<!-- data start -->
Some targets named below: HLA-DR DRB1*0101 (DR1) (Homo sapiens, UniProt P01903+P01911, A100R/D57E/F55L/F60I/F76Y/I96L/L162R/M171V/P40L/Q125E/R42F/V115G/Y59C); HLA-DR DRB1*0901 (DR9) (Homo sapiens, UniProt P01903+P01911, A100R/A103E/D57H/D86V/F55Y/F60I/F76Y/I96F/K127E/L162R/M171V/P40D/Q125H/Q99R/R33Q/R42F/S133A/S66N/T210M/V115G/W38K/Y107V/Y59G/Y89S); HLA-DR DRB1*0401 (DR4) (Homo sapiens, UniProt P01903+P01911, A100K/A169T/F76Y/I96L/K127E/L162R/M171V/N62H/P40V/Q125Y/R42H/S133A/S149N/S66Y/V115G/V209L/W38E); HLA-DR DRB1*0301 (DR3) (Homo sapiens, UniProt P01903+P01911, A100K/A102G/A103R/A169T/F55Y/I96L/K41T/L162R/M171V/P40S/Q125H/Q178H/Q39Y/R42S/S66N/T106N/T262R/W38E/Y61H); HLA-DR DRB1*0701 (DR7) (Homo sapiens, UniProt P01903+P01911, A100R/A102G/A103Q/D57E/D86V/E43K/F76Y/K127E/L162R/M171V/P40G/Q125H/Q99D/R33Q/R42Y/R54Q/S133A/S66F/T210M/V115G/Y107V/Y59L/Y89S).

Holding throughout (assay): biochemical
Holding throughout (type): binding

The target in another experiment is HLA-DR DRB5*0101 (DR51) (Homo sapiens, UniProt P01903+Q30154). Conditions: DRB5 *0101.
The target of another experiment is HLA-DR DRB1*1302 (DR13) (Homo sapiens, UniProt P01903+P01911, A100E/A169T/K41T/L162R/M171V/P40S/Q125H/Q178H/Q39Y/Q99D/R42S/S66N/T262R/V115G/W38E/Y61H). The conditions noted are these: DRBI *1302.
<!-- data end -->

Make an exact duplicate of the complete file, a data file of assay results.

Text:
Some targets named below: HLA-DR DRB1*0101 (DR1) (Homo sapiens, UniProt P01903+P01911, A100R/D57E/F55L/F60I/F76Y/I96L/L162R/M171V/P40L/Q125E/R42F/V115G/Y59C); HLA-DR DRB1*0901 (DR9) (Homo sapiens, UniProt P01903+P01911, A100R/A103E/D57H/D86V/F55Y/F60I/F76Y/I96F/K127E/L162R/M171V/P40D/Q125H/Q99R/R33Q/R42F/S133A/S66N/T210M/V115G/W38K/Y107V/Y59G/Y89S); HLA-DR DRB1*0401 (DR4) (Homo sapiens, UniProt P01903+P01911, A100K/A169T/F76Y/I96L/K127E/L162R/M171V/N62H/P40V/Q125Y/R42H/S133A/S149N/S66Y/V115G/V209L/W38E); HLA-DR DRB1*0301 (DR3) (Homo sapiens, UniProt P01903+P01911, A100K/A102G/A103R/A169T/F55Y/I96L/K41T/L162R/M171V/P40S/Q125H/Q178H/Q39Y/R42S/S66N/T106N/T262R/W38E/Y61H); HLA-DR DRB1*0701 (DR7) (Homo sapiens, UniProt P01903+P01911, A100R/A102G/A103Q/D57E/D86V/E43K/F76Y/K127E/L162R/M171V/P40G/Q125H/Q99D/R33Q/R42Y/R54Q/S133A/S66F/T210M/V115G/Y107V/Y59L/Y89S).

Holding throughout (assay): biochemical
Holding throughout (type): binding

The target in another experiment is HLA-DR DRB5*0101 (DR51) (Homo sapiens, UniProt P01903+Q30154). Conditions: DRB5 *0101.
The target of another experiment is HLA-DR DRB1*1302 (DR13) (Homo sapiens, UniProt P01903+P01911, A100E/A169T/K41T/L162R/M171V/P40S/Q125H/Q178H/Q39Y/Q99D/R42S/S66N/T262R/V115G/W38E/Y61H). The conditions noted are these: DRBI *1302.